How have you managed
to get your work so far out into the photography world while still being a
student? I guess it’s the idea that when the work is significant, it doesn’t
matter what the resume reads.
I’ve
been hiding behind the label, “student,” for the last 5 years and I think it
really held me back in certain cases. For a long time, I thought that, because
I was in school, I couldn’t possibly make meaningful or important work. I was
under the impression that I was “just” a student and no one cared about me or
my work because I wasn’t a “real” artist. Realistically, art is art, no matter
if/when you’ve had education or training. Art transcends. Language, age, race,
disability. . . none of them matter. Art is equal opportunity at it’s purist.
If you are interested in sharing your visual creations with the world (and when
you feel ready) there is an audience. If what you are doing/saying is
meaningful and important, you’ll go far.

The art-community is vast and it’s members are
always seeking to support good work and one another. It is important to be
active, you can’t hide away and expect to be “discovered.” I have a heavy online
presence, networking through Facebook, Tumblr, and Twitter. I maintain my
website, updating my “News” section weekly and sending email newsletters to
alert people interested in my work of important events. (Please note that my
contact list started with only friends and members of my family. . . and that’s
okay.) A key part to getting your work “out there,” whether a student or not,
is staying active. If you see someone’s work that you like, contact them. I
send emails all the time letting people know that I saw their work somewhere
and that I really responded to it. I congratulate other artists on their
accomplishments. I read a lot and subscribe to online magazines and try to stay
abreast of what is happening in the realm of photography as well as the
art-world as a whole. Communication is key. You need to be open with yourself
and with others. Don’t be selfish. Share. Be friendly. Be professional.


I believe a lot of my “success” has been due to
putting myself out there, taking risks, and working hard towards a career as an
artist (and of course being lucky in some cases.) For a long time, I thought
being an artist/photographer was just about creating work. I was wrong. Being
an artist is about operating as a business – more time will be spent behind the
computer screen, on the phone, and filling out paperwork than it will be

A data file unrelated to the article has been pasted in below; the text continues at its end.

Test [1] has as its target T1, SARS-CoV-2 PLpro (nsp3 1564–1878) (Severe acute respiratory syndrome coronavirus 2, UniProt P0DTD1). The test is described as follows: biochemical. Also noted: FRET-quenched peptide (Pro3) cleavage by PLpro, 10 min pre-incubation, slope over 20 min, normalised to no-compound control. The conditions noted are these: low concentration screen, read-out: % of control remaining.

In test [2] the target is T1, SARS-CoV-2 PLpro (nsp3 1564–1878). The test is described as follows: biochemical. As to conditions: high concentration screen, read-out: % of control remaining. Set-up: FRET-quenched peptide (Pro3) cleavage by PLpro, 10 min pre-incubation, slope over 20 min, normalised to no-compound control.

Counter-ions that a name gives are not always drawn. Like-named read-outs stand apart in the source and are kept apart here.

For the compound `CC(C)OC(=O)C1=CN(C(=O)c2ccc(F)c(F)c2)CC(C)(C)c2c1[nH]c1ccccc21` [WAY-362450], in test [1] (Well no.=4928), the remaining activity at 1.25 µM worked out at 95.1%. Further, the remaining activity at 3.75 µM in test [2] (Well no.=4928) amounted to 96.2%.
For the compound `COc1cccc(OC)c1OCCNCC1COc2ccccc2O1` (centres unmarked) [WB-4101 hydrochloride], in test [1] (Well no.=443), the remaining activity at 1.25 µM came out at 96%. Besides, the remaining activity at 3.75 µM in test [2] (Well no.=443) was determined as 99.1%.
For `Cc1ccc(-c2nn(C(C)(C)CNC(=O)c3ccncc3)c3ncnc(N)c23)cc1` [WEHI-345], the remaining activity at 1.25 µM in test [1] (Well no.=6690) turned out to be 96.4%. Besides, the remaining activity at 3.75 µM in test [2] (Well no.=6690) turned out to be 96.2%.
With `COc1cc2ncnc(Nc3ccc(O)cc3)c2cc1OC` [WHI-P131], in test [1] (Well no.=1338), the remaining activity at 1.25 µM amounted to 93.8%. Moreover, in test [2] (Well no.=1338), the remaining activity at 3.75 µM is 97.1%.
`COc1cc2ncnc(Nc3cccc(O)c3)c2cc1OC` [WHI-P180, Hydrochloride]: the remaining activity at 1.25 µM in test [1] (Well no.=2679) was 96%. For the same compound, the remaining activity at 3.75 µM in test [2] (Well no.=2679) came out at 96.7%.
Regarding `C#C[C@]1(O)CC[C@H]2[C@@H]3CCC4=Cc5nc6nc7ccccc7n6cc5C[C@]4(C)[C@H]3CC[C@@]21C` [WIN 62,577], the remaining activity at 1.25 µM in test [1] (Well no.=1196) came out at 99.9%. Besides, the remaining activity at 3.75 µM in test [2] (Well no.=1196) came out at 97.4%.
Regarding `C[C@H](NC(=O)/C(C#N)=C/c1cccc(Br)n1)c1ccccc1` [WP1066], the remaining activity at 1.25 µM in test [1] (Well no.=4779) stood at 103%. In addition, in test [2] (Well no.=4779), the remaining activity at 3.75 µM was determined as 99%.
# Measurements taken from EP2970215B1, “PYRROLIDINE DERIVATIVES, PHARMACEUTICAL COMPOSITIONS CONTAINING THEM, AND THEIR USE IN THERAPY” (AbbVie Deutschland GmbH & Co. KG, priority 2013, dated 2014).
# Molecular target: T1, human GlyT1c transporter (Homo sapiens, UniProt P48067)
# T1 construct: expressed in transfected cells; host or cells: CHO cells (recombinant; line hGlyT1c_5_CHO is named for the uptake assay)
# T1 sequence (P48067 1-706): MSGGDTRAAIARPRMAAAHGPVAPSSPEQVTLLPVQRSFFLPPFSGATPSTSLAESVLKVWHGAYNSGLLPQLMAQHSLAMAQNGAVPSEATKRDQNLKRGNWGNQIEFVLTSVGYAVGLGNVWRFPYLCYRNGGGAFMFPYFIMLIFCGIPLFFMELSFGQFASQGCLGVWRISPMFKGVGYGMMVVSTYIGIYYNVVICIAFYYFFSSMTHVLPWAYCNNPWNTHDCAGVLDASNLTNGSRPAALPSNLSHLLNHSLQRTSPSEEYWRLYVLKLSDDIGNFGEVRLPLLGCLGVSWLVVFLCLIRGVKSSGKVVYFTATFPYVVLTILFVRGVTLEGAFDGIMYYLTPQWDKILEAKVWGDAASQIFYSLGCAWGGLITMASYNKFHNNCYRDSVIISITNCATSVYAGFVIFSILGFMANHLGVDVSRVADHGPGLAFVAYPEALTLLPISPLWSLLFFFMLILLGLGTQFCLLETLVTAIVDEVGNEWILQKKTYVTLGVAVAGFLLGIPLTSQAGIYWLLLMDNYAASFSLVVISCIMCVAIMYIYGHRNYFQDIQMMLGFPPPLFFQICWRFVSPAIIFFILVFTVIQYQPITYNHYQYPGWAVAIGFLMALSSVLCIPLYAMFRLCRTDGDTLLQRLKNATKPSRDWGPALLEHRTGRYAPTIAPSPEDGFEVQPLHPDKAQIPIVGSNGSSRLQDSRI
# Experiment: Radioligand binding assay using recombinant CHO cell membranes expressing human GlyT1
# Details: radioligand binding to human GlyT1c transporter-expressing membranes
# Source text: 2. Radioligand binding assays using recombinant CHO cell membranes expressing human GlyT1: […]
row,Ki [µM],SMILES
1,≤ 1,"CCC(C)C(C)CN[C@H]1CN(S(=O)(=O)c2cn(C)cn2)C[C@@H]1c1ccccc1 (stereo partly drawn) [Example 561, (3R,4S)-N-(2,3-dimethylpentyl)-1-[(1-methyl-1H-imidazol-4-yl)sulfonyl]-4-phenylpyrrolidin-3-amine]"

creating the work itself (unless, of course, you are super-duper lucky.) Don’t
think that just because you are a student that you can’t be a part of the
photo/art community. The walls of academia don’t mean much… we are all
life-long-learners.

Was there something
that took your work to the next level?
A little over a year ago, after becoming more
comfortable with my work, I took a chance and submitted to a call-for-entry. Held
through the Center for Fine Art Photography (C4FAP,) the exhibition theme was
“Food” and it was juried by Fraction Magazine founder and editor, David Bram.
It was the first time I’d submitted to anything and I was intimidated. Again, I
saw myself as “just a student” so I figured I’d be written off immediately. I
all but forgot about my entry when I received an email congratulating me on
having my “Untitled” image selected for the show. While excited, I also
secretly wondered if there was a mistake – maybe the email was sent in error,
maybe no one else applied, or maybe, worse yet, my piece was selected out of
pity (At the time, my resume was literally one line long, stating my
educational experience.) Shortly after, I was contacted by the gallery to congratulate
me on receiving an award – not just “an” award, the Director’s and the Juror’s
awards. Both. This was the point in my career (thus far) that took things to
the next level.


“Half” was still in development and I was still
unsure about it’s (and my) future. Still, I decided to take a chance and made
the drive to Colorado for the “Food” exhibition’s opening. Anyone in attendance
at the event can attest to my timidness – I felt like a fish out of water. The
experience changed me. I met so many people that evening, each of them with a
comment or a question. It was the first time I’d publicly spoken about my
feelings and my experience. It was good practice and prepared me for what would
follow. I was encouraged to continue my exploration and was empowered by the
fact that my single image, hung on the wall could elicit such personal
responses from viewers. Strangers I’d never met shared intimate details and
confessions about themselves and it was then that I knew that my work served a
greater purpose.

One image, one submission, one juror, one
experience – changed my life.
Images from Tag
Much of your work is
about revealing the most intimate moments in your life. Do you feel a need to
continue to share yourself at this point, or are you moving away from the lens?